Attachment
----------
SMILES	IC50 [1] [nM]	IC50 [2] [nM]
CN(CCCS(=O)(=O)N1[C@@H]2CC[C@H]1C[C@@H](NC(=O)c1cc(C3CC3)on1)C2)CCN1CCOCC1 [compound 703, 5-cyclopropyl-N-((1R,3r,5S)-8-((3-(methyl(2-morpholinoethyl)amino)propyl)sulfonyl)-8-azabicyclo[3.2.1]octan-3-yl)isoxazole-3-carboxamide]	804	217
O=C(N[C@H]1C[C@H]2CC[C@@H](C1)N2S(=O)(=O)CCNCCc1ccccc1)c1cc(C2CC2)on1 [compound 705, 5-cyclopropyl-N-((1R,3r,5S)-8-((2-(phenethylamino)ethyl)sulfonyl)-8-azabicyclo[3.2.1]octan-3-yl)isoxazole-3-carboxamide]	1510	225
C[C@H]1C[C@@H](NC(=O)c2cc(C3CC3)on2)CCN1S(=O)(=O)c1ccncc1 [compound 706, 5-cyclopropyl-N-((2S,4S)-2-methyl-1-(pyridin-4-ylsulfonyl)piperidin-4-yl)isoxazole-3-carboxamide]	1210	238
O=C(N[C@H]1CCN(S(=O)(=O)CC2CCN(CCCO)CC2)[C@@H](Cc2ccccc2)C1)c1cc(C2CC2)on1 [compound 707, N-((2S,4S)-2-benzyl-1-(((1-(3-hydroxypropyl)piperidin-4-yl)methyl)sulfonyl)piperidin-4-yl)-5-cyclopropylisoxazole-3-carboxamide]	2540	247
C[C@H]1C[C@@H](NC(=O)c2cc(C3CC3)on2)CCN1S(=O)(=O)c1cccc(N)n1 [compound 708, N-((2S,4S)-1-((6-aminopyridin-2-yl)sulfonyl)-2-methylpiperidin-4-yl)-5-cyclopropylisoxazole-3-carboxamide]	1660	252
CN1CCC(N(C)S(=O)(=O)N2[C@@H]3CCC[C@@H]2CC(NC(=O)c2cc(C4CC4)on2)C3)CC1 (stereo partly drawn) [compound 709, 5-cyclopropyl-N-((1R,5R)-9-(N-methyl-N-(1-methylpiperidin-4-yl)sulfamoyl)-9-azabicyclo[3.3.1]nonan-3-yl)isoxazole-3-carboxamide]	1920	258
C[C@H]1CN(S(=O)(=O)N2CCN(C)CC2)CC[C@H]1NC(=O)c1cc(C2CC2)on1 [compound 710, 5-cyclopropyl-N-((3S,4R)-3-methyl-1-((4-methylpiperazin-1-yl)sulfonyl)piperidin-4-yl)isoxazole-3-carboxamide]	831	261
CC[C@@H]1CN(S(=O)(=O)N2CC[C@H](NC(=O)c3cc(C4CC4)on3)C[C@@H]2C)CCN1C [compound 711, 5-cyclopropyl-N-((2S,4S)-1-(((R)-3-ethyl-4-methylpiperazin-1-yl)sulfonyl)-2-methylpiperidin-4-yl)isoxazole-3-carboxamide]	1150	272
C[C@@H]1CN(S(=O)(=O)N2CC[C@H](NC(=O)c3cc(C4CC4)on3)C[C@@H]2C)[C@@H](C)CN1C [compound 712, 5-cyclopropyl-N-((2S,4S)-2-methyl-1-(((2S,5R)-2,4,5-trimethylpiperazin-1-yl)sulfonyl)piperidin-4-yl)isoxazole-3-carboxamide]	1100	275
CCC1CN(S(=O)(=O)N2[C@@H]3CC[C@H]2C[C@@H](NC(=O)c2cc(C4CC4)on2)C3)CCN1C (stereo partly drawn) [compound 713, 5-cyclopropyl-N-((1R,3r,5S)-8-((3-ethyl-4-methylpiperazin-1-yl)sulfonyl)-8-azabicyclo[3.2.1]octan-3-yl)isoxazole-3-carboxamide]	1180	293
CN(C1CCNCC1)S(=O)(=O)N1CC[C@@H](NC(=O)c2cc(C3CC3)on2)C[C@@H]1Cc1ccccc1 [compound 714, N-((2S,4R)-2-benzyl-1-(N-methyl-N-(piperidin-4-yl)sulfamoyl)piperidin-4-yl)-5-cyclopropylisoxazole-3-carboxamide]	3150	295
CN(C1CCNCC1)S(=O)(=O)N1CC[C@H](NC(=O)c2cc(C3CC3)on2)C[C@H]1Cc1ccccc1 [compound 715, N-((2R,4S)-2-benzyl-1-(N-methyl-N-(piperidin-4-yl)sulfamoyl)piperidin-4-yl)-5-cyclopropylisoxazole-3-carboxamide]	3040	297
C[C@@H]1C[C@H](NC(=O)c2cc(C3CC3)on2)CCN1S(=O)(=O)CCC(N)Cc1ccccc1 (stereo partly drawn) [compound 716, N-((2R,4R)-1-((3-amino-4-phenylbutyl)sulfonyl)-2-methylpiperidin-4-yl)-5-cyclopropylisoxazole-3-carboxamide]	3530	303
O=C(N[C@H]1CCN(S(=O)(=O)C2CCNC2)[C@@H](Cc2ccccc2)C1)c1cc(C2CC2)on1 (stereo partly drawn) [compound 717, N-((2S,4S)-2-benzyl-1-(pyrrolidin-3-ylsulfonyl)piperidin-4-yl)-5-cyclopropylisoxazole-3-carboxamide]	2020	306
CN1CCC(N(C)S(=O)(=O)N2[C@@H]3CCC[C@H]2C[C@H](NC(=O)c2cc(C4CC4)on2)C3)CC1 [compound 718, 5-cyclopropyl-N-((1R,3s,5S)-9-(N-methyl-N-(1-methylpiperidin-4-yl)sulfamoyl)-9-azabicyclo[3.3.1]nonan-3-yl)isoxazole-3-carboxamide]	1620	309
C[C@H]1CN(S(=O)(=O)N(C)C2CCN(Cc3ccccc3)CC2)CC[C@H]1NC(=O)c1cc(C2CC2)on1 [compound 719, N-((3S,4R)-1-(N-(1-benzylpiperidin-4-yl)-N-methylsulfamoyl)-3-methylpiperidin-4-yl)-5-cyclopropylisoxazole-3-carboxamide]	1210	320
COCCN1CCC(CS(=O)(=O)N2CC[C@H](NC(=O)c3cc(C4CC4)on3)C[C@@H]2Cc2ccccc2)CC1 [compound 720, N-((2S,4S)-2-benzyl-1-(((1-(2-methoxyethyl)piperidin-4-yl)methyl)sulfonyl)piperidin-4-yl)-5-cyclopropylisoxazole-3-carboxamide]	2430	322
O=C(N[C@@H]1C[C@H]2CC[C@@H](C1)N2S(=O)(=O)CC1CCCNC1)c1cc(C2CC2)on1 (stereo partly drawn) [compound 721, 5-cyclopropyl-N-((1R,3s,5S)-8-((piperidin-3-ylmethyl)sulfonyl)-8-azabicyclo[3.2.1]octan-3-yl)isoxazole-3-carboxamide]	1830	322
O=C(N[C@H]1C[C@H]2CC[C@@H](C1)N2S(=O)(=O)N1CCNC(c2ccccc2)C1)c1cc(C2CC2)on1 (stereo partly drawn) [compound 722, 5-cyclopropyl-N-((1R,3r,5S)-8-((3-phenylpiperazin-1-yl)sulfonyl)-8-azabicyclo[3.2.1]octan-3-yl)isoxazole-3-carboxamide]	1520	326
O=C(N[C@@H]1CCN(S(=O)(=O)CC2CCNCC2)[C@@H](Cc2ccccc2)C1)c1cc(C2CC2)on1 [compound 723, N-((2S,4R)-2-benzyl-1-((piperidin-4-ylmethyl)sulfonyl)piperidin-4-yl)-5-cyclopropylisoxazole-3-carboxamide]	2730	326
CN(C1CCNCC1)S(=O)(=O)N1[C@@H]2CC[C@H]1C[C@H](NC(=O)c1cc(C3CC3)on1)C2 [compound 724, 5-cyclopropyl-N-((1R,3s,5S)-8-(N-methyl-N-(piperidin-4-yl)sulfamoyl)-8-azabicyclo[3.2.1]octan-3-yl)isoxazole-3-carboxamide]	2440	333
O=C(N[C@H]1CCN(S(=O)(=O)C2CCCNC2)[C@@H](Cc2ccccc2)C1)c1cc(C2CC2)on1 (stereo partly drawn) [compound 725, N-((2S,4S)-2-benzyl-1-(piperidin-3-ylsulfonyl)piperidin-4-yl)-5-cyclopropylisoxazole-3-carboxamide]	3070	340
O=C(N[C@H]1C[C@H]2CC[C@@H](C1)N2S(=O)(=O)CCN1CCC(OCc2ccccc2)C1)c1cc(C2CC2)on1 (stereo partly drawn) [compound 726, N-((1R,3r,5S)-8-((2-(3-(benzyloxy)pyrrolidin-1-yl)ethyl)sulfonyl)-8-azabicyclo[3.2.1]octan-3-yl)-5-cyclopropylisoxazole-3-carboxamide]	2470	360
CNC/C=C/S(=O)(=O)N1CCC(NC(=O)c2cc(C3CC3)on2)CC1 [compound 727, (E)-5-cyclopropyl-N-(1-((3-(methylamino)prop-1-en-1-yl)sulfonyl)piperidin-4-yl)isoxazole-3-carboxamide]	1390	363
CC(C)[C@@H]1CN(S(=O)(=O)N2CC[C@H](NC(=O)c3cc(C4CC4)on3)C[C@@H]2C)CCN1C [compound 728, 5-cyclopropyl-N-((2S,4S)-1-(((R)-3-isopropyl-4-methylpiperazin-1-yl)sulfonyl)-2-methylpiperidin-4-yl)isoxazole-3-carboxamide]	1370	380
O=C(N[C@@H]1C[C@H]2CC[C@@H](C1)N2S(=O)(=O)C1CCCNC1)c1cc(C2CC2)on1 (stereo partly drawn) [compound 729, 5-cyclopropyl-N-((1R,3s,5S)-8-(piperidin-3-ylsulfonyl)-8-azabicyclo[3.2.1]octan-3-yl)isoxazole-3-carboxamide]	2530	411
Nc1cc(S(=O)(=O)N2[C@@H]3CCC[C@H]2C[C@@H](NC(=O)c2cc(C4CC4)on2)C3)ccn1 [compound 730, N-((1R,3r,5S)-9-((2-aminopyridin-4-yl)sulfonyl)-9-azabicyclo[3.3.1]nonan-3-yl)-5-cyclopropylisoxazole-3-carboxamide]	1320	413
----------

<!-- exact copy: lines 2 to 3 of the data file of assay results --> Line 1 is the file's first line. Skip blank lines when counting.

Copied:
CN(CCCS(=O)(=O)N1[C@@H]2CC[C@H]1C[C@@H](NC(=O)c1cc(C3CC3)on1)C2)CCN1CCOCC1 [compound 703, 5-cyclopropyl-N-((1R,3r,5S)-8-((3-(methyl(2-morpholinoethyl)amino)propyl)sulfonyl)-8-azabicyclo[3.2.1]octan-3-yl)isoxazole-3-carboxamide]	804	217
O=C(N[C@H]1C[C@H]2CC[C@@H](C1)N2S(=O)(=O)CCNCCc1ccccc1)c1cc(C2CC2)on1 [compound 705, 5-cyclopropyl-N-((1R,3r,5S)-8-((2-(phenethylamino)ethyl)sulfonyl)-8-azabicyclo[3.2.1]octan-3-yl)isoxazole-3-carboxamide]	1510	225